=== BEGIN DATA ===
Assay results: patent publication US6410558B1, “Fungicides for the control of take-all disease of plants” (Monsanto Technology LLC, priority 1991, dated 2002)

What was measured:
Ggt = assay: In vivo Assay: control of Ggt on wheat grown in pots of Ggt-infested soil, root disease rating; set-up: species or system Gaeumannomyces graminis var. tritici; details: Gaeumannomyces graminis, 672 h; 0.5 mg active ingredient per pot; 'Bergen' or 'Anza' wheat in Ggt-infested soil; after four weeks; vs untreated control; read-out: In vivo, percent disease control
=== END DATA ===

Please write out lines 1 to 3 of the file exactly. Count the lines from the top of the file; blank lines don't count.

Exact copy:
Assay results: patent publication US6410558B1, “Fungicides for the control of take-all disease of plants” (Monsanto Technology LLC, priority 1991, dated 2002)

What was measured:
Ggt = assay: In vivo Assay: control of Ggt on wheat grown in pots of Ggt-infested soil, root disease rating; set-up: species or system Gaeumannomyces graminis var. tritici; details: Gaeumannomyces graminis, 672 h; 0.5 mg active ingredient per pot; 'Bergen' or 'Anza' wheat in Ggt-infested soil; after four weeks; vs untreated control; read-out: In vivo, percent disease control